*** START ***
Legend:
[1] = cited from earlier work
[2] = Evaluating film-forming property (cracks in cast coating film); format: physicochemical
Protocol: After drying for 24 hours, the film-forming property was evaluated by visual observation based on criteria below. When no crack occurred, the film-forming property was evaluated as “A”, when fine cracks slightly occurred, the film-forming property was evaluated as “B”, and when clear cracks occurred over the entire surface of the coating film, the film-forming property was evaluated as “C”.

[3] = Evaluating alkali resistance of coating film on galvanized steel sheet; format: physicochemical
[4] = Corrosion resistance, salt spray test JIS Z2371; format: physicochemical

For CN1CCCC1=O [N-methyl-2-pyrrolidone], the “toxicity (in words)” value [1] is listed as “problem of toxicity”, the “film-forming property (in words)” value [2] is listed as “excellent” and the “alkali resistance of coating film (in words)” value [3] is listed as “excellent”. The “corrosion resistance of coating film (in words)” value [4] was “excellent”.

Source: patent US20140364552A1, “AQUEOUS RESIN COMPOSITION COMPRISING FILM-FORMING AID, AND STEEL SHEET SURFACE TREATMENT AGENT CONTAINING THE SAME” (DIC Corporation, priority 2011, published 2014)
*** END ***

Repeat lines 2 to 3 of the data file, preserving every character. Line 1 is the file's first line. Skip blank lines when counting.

[1] = cited from earlier work
[2] = Evaluating film-forming property (cracks in cast coating film); format: physicochemical